It was to everyone’s surprise when ‘American Beauty’ director Sam Mendes bagged two Golden Globes, outshining movies like ‘The Irishman‘ and ‘Joker‘, this year. And rightly so. Here are three reasons to watch ‘1917’, a war epic, in theatres this weekend.
The biggest reason to watch this war epic, which shook Hollywood, is its one-shot cinematography. Shooting all over Britain and in Shepperton Studios near London, the makers had to make sure the action looked like it happened in one two-hour take — a technical nightmare that demanded that everything from weather right down to continuity had to be perfect. This cinematic POV of the two soldiers goes beyond the usual editing tricks and narrative jumps that go into conventional filmmaking.
‘’It was clearly a technical challenge,’’ Mendes said before his unexpected triumph. “I wanted the audience to connect emotionally with the central characters and never leave their side.” In a radical filmmaking experiment, Mendes and cinematographer Roger Deakins shot footage that glides from trenches to crater-filled battlefields and through a devastated French town. But even compared to those enormous minutely-planned blockbuster productions, the making of ‘1917’ was a Herculean feat for Mendes and cinematographer Deakin, who won an Oscar for ‘Blade Runner 2049’ two years ago.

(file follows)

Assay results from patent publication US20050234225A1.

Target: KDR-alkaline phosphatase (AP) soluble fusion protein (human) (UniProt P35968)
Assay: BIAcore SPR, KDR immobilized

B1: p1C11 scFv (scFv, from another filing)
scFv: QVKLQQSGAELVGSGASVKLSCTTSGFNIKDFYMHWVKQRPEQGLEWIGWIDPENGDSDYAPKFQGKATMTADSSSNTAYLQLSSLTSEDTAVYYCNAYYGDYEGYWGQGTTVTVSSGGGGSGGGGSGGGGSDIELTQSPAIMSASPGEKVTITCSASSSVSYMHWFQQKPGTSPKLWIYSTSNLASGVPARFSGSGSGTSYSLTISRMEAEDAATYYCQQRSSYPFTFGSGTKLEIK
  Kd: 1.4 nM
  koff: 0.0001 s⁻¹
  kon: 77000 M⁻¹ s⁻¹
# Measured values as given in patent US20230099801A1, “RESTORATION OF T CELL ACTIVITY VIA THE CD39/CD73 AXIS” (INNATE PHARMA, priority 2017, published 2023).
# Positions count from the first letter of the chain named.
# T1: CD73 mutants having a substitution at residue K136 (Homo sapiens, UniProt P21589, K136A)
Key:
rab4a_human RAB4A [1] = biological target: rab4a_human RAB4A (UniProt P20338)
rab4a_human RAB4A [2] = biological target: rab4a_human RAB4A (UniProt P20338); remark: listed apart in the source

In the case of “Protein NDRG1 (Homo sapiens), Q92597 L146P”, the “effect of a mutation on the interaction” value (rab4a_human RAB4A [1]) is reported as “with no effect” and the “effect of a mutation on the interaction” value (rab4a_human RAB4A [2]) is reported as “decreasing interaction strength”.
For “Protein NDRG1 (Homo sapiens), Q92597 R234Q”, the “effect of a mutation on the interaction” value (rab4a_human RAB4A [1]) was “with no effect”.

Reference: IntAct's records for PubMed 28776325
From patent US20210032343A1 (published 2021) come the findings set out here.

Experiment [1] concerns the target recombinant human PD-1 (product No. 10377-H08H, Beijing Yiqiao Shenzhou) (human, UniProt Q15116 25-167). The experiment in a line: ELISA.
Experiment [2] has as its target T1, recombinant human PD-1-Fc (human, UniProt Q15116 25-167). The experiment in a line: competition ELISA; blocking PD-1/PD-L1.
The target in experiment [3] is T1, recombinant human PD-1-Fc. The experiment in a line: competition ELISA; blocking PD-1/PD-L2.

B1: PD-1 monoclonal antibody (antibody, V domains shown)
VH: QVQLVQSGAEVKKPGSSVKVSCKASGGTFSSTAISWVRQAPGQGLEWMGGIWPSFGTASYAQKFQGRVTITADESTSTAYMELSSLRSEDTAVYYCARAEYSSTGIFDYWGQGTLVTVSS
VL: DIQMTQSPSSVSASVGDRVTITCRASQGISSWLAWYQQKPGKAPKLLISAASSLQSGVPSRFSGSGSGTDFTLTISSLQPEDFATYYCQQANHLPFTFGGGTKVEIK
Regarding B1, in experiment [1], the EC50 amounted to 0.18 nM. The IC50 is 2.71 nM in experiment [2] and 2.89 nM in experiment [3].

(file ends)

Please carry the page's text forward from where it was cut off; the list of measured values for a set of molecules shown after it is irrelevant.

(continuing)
Sam Mendes’ most personal film yet
The story for the film, which follows two British soldiers who must cross no-man’s land to deliver a vital message to abort a planned attack on German lines, comes directly from Mendes’ own family history. His grandfather, the Trinidad-born writer Alfred Mendes, was given a similar almost suicidal mission when he served as a rifleman in Flanders, where he won a Military Medal. Mendes’ idea for the film came from “listening to my grandfather (as a child) tell stories of his experiences.
A big screen visual retreat
Acclaimed theatre director, Mendes still loves the pull of the live. His movies work best on the big screen rather than streamed. “We had to understand how long every set needed to be. So if you wrote, ‘They walked down a hillside through an orchard to a farmhouse,’ you had to walk that journey and design the orchard just for the length of the conversation, and design the distance between the orchard and the farmhouse, the farmhouse and the barn, the barn and the road, the road and the canal. Everything had to be interlinked.”
Mendes said he wanted to make his two messengers, played by George MacKay and Dean Charles Chapman (Tommen Baratheon in ‘Game of Thrones’), “to feel like two men among two million. They’re not heroes, they’re just men. “And for the audience, I wanted them to know that maybe they won’t survive. Maybe both will be killed.”
“I think it’s up to filmmakers to make films that need to be seen on the big screen, and make an audience feel like if they don’t see it on a big screen, they are going to miss out.”
This article was published via AFP Relaxnews.